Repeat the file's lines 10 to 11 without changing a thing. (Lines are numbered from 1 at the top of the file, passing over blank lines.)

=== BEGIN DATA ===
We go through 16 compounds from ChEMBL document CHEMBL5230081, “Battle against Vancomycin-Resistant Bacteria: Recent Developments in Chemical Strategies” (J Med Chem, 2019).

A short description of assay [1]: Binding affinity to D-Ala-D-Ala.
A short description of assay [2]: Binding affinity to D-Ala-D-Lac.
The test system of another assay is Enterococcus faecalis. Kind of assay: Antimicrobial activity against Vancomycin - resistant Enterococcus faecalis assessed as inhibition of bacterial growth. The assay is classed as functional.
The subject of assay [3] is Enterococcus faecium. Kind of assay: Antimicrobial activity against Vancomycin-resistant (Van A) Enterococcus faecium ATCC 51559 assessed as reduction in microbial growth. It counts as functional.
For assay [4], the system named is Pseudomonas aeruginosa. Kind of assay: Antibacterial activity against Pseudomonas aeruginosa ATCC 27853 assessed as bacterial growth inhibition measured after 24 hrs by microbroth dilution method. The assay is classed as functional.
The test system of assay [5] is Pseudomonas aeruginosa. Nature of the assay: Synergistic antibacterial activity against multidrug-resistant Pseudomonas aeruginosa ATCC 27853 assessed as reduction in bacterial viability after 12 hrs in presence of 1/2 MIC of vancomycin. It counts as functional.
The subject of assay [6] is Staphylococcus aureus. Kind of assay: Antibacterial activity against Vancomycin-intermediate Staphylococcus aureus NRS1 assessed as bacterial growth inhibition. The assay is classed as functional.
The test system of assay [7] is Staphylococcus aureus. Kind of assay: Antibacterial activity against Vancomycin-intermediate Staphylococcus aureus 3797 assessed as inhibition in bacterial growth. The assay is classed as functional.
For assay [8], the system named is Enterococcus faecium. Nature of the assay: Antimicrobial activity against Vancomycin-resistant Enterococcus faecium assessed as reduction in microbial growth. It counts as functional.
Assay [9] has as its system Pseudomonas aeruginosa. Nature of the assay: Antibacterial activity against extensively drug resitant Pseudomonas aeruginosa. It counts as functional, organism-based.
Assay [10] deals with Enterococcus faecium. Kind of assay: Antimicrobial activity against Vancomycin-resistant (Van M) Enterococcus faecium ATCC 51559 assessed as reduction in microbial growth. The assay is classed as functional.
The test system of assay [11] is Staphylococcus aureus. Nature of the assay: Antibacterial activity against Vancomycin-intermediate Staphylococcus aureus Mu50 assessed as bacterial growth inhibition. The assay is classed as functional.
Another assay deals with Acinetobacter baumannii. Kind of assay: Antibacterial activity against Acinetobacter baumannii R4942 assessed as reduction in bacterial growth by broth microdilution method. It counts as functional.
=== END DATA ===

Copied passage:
For assay [8], the system named is Enterococcus faecium. Nature of the assay: Antimicrobial activity against Vancomycin-resistant Enterococcus faecium assessed as reduction in microbial growth. It counts as functional.
Assay [9] has as its system Pseudomonas aeruginosa. Nature of the assay: Antibacterial activity against extensively drug resitant Pseudomonas aeruginosa. It counts as functional, organism-based.